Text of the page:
Bush administration calls for health IT to control costs
- By Nancy Ferris
- Feb 19, 2008
Requiring the use of health information technology is part of the Bush administration’s plan for controlling future Medicare costs.
Under legislation the administration has sent Congress, the Health and Human Services Department would be required to develop and implement a system for encouraging the nationwide adoption and use of interoperable electronic health records and making electronic personal health records available to Medicare beneficiaries.
That provision could empower the government to require doctors and hospitals to use e-health records.
The administration was required to send Congress the legislative proposal under terms of previous legislation enacted in response to growing Medicare costs. Congress now must take action on the bill, although it can modify the measure substantially.
“Without smart changes now, Medicare can consume a growing and an unsustainable share of the federal budget,” HHS Secretary Mike Leavitt told reporters in a conference call.
“Medicare is a system that needs to be modernized and to be transformed. If consumers were allowed to make decisions through an efficient market that had electronically connected records, quality measures, cost comparisons, and choices and incentives, their decisions would be far more precise and wise than those that are made today. It would produce a better result, better health care and lower costs,” Leavitt said.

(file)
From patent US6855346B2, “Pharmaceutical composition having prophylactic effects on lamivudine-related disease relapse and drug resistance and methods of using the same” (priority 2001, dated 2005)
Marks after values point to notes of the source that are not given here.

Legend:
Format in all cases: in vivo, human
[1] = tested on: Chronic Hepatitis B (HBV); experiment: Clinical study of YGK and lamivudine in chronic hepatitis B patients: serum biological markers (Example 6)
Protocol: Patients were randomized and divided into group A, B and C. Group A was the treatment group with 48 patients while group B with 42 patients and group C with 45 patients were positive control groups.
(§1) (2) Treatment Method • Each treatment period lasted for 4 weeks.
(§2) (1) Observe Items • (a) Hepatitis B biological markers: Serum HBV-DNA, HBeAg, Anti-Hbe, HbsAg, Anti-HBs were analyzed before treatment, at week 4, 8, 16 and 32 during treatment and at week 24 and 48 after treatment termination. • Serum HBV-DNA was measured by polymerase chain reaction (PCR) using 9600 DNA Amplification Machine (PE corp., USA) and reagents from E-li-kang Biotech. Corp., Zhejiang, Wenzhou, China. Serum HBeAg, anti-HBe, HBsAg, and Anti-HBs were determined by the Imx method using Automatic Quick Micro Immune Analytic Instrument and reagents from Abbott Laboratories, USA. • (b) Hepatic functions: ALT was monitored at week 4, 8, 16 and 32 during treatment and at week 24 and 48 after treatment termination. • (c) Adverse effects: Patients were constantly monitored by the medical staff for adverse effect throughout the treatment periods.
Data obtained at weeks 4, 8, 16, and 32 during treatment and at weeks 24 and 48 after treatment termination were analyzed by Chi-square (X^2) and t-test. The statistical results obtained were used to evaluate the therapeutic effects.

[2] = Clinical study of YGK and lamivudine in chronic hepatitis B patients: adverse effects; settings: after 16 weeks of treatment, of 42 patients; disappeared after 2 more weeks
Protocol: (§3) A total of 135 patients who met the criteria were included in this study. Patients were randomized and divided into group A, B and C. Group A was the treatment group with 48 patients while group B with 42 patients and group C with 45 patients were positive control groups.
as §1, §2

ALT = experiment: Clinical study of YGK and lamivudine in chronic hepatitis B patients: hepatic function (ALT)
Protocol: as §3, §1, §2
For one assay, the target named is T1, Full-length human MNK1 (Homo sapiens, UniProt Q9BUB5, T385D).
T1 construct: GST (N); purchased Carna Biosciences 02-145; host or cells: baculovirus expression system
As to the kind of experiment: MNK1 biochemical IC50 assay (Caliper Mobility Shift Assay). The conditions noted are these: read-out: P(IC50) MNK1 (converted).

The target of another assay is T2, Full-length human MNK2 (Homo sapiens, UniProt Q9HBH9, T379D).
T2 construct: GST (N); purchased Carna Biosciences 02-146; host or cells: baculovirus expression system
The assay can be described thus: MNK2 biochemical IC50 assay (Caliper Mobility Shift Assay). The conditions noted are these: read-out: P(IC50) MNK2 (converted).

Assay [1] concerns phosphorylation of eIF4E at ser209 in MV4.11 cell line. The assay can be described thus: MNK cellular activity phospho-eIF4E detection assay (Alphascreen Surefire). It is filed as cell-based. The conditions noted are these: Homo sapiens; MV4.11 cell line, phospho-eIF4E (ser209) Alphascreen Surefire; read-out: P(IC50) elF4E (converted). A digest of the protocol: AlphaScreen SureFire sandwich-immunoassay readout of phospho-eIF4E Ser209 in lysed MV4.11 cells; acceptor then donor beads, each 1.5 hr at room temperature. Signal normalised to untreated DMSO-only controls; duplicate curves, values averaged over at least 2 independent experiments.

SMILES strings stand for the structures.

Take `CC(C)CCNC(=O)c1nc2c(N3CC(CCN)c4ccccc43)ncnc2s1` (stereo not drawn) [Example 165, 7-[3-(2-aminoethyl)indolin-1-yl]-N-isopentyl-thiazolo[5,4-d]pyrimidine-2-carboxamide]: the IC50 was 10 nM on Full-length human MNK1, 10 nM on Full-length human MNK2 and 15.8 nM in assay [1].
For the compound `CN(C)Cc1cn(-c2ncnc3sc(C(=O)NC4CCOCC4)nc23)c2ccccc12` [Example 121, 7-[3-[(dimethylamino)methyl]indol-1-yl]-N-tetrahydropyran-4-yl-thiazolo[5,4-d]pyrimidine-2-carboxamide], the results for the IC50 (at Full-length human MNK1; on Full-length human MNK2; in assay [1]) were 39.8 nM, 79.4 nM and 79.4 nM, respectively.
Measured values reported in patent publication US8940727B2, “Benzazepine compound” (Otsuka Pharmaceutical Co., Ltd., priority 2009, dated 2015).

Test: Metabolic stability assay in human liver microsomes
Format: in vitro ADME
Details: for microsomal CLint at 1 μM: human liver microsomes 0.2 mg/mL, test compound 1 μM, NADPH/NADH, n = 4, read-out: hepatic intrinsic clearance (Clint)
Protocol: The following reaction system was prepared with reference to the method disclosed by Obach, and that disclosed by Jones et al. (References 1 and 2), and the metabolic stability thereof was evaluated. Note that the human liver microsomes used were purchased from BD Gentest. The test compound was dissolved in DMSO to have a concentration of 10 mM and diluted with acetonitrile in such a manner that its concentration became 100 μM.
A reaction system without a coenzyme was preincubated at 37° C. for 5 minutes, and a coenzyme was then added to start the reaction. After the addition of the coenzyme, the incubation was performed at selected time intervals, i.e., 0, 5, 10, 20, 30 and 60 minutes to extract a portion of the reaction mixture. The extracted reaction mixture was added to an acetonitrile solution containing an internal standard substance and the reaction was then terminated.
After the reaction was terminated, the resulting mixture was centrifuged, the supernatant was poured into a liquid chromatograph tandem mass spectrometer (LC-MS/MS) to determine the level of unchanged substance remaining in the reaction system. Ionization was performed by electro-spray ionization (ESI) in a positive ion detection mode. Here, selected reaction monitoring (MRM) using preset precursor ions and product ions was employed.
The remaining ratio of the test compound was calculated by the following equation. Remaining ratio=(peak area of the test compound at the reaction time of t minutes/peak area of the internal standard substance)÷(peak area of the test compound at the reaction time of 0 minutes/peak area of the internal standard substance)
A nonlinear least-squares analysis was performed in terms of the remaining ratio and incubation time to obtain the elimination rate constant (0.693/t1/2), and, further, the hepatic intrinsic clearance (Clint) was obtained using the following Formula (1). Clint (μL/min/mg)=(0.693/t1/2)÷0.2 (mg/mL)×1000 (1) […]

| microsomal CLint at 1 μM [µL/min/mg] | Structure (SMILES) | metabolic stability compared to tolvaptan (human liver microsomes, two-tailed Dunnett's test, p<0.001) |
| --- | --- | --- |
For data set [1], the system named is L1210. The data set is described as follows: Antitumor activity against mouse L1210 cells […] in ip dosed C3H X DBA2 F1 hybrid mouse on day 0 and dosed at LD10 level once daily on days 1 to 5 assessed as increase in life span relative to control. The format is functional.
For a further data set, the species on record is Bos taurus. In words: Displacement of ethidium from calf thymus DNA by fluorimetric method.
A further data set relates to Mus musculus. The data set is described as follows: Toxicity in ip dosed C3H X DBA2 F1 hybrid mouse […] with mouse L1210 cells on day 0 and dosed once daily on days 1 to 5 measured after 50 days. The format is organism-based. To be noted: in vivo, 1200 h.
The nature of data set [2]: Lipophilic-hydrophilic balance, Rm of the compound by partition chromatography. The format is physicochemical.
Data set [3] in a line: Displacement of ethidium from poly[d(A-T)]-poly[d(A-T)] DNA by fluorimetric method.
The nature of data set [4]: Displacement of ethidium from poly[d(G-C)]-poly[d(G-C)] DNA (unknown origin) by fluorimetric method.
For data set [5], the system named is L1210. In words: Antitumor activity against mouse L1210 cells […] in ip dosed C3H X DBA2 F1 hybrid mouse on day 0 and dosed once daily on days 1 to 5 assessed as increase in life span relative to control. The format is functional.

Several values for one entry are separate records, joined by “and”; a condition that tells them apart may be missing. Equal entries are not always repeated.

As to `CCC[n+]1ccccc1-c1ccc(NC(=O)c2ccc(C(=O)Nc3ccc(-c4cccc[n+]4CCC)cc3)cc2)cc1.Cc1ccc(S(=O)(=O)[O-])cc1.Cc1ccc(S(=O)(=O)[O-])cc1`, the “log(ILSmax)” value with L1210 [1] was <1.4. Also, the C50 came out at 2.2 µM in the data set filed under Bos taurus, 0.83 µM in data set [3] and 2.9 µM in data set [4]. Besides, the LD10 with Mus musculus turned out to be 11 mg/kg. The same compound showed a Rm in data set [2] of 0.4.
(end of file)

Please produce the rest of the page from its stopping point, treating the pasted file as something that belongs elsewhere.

The health IT provisions are part of a larger proposal for what the administration has labeled “value-based health care.” The proposal calls for publishing the costs of medical care under Medicare and publishing quality scores for health care providers. Fees paid to providers would be based in part on the quality and efficiency of care provided.
The bill states that HHS “shall use and release Medicare data for quality improvement, performance measurement, public reporting and treatment-related purposes,” although the privacy of individuals would be respected.
If it is passed as drafted, the measure also would increase drug costs for some more affluent Medicare recipients and would limit malpractice suits.
Nancy Ferris is senior editor of Government Health IT.